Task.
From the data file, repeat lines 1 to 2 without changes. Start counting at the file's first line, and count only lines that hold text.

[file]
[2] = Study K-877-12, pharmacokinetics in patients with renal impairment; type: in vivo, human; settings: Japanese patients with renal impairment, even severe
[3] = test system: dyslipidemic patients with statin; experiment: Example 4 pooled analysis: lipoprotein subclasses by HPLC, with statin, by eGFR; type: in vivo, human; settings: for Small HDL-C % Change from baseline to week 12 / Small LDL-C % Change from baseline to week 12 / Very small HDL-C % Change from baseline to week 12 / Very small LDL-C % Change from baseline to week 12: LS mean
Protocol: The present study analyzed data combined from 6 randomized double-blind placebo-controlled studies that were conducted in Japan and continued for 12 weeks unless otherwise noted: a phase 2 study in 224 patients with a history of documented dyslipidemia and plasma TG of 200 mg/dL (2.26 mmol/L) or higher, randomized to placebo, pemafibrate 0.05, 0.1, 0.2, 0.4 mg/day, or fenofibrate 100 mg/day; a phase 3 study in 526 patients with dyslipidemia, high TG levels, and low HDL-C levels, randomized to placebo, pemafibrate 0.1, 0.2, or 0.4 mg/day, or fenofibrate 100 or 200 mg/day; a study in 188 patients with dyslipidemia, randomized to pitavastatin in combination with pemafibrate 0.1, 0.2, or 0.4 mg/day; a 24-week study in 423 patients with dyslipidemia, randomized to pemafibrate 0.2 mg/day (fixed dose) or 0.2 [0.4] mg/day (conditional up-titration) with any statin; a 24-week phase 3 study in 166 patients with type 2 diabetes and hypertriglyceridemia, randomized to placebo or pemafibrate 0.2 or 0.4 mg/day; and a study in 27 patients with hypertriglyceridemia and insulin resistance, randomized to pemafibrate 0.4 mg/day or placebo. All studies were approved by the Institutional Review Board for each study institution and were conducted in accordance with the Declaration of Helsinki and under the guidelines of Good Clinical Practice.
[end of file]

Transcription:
[2] = Study K-877-12, pharmacokinetics in patients with renal impairment; type: in vivo, human; settings: Japanese patients with renal impairment, even severe
[3] = test system: dyslipidemic patients with statin; experiment: Example 4 pooled analysis: lipoprotein subclasses by HPLC, with statin, by eGFR; type: in vivo, human; settings: for Small HDL-C % Change from baseline to week 12 / Small LDL-C % Change from baseline to week 12 / Very small HDL-C % Change from baseline to week 12 / Very small LDL-C % Change from baseline to week 12: LS mean